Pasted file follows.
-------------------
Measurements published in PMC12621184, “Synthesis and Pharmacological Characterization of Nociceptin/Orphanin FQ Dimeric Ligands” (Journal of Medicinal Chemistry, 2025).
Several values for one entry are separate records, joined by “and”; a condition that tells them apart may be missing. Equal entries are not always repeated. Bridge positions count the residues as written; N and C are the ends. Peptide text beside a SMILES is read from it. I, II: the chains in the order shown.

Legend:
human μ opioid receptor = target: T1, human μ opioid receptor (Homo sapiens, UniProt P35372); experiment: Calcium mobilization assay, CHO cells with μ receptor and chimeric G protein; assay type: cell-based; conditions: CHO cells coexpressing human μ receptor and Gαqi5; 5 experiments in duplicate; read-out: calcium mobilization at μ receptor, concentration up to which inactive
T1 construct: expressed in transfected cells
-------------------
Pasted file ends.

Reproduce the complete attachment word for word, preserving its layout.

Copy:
Measurements published in PMC12621184, “Synthesis and Pharmacological Characterization of Nociceptin/Orphanin FQ Dimeric Ligands” (Journal of Medicinal Chemistry, 2025).
Several values for one entry are separate records, joined by “and”; a condition that tells them apart may be missing. Equal entries are not always repeated. Bridge positions count the residues as written; N and C are the ends. Peptide text beside a SMILES is read from it. I, II: the chains in the order shown.

Legend:
human μ opioid receptor = target: T1, human μ opioid receptor (Homo sapiens, UniProt P35372); experiment: Calcium mobilization assay, CHO cells with μ receptor and chimeric G protein; assay type: cell-based; conditions: CHO cells coexpressing human μ receptor and Gαqi5; 5 experiments in duplicate; read-out: calcium mobilization at μ receptor, concentration up to which inactive
T1 construct: expressed in transfected cells